Forests are critical to mitigating the effects of global climate change because they are large storehouses of carbon, but there are significant uncertainties about the actual behavior of many of their sinks and sources, according to arecently published textbook, Managing Forest Carbon in a Changing Climate
The book, written by researchers at the Yale School of Forestry & Environmental Studies, is a comprehensive review of the science of carbon sequestration in forests, management of forests for carbon mitigation and poverty alleviation, and the socioeconomic and policy implications of managing forests for carbon.
The book is organized in four parts: the science of carbon sequestration in forests; science of measuring carbon in forests; management of forests and forest products for carbon storage; and socioeconomic, business and policy aspects of managing forests for carbon.
Today emissions from land use, land-use change and forestry are estimated at 17 percent of annual, global carbon dioxide emissions, which exceeds the amount of emissions from transportation.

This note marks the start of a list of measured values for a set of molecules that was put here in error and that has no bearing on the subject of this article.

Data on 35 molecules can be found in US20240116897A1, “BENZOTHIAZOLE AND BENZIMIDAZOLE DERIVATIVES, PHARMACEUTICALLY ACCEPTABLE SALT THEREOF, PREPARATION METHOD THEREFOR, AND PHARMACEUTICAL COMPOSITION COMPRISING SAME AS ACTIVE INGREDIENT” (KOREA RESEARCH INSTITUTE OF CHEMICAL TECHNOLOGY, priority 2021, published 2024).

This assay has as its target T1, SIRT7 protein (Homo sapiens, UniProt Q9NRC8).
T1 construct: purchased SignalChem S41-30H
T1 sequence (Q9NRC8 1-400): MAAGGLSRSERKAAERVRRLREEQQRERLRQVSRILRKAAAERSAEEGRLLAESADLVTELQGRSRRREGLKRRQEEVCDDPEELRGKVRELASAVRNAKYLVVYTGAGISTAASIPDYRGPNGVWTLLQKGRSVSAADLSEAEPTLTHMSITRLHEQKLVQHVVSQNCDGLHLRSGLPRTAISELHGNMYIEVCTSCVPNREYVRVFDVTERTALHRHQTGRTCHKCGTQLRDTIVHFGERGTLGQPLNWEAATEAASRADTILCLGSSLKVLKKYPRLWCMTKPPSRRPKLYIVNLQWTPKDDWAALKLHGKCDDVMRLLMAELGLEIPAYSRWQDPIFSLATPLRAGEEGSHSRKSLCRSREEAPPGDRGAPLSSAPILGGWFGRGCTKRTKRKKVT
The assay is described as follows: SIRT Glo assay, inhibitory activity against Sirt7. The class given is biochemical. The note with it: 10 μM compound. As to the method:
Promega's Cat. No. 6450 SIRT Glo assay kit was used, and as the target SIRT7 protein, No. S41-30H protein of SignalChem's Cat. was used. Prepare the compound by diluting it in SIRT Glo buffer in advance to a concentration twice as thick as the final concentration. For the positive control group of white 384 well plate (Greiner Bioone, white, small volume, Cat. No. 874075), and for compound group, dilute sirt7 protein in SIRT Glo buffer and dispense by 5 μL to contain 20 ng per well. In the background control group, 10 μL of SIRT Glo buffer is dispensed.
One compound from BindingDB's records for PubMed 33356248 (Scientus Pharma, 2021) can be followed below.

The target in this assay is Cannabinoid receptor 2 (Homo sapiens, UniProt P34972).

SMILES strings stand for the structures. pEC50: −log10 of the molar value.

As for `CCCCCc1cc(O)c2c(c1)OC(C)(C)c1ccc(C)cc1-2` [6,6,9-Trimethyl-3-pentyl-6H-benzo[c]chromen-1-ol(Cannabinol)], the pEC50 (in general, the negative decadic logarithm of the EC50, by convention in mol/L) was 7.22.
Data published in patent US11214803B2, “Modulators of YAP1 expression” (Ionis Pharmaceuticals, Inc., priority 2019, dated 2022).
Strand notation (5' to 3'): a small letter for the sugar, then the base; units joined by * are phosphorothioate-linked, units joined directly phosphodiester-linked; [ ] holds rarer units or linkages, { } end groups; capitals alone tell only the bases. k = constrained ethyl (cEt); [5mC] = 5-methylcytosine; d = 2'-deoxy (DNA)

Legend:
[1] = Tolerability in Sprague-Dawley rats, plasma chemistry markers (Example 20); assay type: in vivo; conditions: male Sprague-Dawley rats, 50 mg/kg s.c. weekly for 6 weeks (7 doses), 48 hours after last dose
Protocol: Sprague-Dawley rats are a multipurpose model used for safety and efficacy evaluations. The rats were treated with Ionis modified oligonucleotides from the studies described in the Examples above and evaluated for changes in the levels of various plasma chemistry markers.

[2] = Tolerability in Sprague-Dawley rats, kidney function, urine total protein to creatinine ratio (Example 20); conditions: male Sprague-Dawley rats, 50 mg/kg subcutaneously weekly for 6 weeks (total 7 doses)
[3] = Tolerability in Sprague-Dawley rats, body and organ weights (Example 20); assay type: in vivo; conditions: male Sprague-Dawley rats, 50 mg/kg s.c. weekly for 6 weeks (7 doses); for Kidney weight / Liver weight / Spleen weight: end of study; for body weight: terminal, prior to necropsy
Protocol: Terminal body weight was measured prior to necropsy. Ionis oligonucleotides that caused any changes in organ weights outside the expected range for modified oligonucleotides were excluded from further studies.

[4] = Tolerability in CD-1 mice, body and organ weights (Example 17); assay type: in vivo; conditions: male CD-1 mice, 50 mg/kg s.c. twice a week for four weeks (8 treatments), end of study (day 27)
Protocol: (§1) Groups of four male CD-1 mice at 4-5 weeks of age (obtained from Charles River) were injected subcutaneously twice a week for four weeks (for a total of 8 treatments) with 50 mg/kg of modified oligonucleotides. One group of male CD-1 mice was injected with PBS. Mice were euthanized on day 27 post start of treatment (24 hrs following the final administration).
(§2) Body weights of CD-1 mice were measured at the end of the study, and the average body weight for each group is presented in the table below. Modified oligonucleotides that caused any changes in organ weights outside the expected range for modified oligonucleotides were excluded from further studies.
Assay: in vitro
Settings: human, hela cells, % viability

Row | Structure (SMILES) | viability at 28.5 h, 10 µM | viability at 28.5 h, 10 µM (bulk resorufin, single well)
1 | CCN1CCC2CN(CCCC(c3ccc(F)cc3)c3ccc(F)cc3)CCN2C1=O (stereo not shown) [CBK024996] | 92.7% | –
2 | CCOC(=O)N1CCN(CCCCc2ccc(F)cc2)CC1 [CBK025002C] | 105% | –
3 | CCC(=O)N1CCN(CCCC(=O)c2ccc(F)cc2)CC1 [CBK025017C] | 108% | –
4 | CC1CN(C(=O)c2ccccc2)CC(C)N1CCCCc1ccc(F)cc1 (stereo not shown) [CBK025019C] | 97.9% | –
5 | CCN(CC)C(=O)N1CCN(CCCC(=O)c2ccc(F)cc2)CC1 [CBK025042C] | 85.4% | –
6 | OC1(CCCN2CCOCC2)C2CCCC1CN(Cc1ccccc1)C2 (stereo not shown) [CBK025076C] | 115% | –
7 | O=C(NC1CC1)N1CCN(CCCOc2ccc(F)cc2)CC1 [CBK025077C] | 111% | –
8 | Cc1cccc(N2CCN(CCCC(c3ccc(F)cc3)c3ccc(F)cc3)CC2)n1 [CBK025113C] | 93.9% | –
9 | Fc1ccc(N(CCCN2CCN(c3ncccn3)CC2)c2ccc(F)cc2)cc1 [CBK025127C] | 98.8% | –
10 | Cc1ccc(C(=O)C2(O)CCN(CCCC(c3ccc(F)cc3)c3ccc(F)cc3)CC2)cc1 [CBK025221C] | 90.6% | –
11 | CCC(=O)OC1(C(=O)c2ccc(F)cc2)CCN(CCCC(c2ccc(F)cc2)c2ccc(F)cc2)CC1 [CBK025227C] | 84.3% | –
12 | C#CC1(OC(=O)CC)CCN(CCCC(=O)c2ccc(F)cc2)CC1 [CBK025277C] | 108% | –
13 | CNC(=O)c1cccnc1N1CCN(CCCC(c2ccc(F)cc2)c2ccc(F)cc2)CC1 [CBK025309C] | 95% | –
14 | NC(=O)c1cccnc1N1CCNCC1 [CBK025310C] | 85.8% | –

“All the regional nuances, variations and impacts related to land use in many biomes are largely unknown,” said Mark Ashton, a co-author of the book and the Morris K. Jesup Professor of Silviculture and Forest Ecology.
Mary Tyrrell, executive director of the Global Institute of Sustainable Forestry and co-author, said that the few studies on carbon in deep soils are restricted to the developed world. “Deforestation in tropical areas, where the soils are more fragile, may release a lot of carbon.”
The goal of the book, the authors say, is to provide recommendations for graduate students, land managers and policymakers on vital areas that need research and guidelines for forest carbon management and policy.
“By creating a publication that outlines the research that has been done on forest carbon—pointing out what we know and don’t know and the implications for policy decisions—the hope is that land managers and policymakers will have a stronger foundation for making choices,” said Brad Gentry, a co-author and professor in the practice of sustainable investments.
Managing Forest Carbon in a Changing Climate
grew out of a series of seminars that were organized by faulty, students and alumni of the Yale School of Forestry & Environmental Studies. The book is published by Springer and can be read online